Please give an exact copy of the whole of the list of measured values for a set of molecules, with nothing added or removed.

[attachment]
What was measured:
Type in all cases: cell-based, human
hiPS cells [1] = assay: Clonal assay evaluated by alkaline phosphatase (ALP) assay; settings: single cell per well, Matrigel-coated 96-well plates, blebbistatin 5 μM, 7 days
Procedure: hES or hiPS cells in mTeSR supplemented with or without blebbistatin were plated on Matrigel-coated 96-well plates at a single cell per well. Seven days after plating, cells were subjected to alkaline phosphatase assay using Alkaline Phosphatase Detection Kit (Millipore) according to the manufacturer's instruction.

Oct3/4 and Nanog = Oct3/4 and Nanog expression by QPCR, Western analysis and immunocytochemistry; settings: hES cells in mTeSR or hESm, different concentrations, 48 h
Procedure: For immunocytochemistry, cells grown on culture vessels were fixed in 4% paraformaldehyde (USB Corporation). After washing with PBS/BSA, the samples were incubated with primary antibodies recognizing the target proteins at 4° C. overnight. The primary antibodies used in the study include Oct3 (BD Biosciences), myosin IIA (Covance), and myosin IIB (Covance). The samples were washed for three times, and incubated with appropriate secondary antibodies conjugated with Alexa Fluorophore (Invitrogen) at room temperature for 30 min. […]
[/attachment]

What was measured:
Type in all cases: cell-based, human
hiPS cells [1] = assay: Clonal assay evaluated by alkaline phosphatase (ALP) assay; settings: single cell per well, Matrigel-coated 96-well plates, blebbistatin 5 μM, 7 days
Procedure: hES or hiPS cells in mTeSR supplemented with or without blebbistatin were plated on Matrigel-coated 96-well plates at a single cell per well. Seven days after plating, cells were subjected to alkaline phosphatase assay using Alkaline Phosphatase Detection Kit (Millipore) according to the manufacturer's instruction.

Oct3/4 and Nanog = Oct3/4 and Nanog expression by QPCR, Western analysis and immunocytochemistry; settings: hES cells in mTeSR or hESm, different concentrations, 48 h
Procedure: For immunocytochemistry, cells grown on culture vessels were fixed in 4% paraformaldehyde (USB Corporation). After washing with PBS/BSA, the samples were incubated with primary antibodies recognizing the target proteins at 4° C. overnight. The primary antibodies used in the study include Oct3 (BD Biosciences), myosin IIA (Covance), and myosin IIB (Covance). The samples were washed for three times, and incubated with appropriate secondary antibodies conjugated with Alexa Fluorophore (Invitrogen) at room temperature for 30 min. […]